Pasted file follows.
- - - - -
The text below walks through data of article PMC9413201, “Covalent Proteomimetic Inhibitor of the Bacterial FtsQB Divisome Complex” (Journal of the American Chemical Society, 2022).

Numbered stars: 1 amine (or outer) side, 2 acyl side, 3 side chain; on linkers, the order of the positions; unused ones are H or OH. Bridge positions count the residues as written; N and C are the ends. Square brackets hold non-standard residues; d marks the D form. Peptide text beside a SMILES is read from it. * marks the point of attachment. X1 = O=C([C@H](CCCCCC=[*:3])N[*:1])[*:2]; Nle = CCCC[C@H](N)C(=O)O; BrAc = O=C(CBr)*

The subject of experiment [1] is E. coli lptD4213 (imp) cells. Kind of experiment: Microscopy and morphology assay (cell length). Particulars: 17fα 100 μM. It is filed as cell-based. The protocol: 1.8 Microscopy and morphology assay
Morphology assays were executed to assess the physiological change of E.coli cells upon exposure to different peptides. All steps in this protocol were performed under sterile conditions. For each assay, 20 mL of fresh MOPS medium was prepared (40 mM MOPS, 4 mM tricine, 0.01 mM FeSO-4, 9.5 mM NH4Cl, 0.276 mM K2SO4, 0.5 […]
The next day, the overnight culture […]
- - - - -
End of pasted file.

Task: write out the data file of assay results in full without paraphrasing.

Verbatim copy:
The text below walks through data of article PMC9413201, “Covalent Proteomimetic Inhibitor of the Bacterial FtsQB Divisome Complex” (Journal of the American Chemical Society, 2022).

Numbered stars: 1 amine (or outer) side, 2 acyl side, 3 side chain; on linkers, the order of the positions; unused ones are H or OH. Bridge positions count the residues as written; N and C are the ends. Square brackets hold non-standard residues; d marks the D form. Peptide text beside a SMILES is read from it. * marks the point of attachment. X1 = O=C([C@H](CCCCCC=[*:3])N[*:1])[*:2]; Nle = CCCC[C@H](N)C(=O)O; BrAc = O=C(CBr)*

The subject of experiment [1] is E. coli lptD4213 (imp) cells. Kind of experiment: Microscopy and morphology assay (cell length). Particulars: 17fα 100 μM. It is filed as cell-based. The protocol: 1.8 Microscopy and morphology assay
Morphology assays were executed to assess the physiological change of E.coli cells upon exposure to different peptides. All steps in this protocol were performed under sterile conditions. For each assay, 20 mL of fresh MOPS medium was prepared (40 mM MOPS, 4 mM tricine, 0.01 mM FeSO-4, 9.5 mM NH4Cl, 0.276 mM K2SO4, 0.5 […]
The next day, the overnight culture […]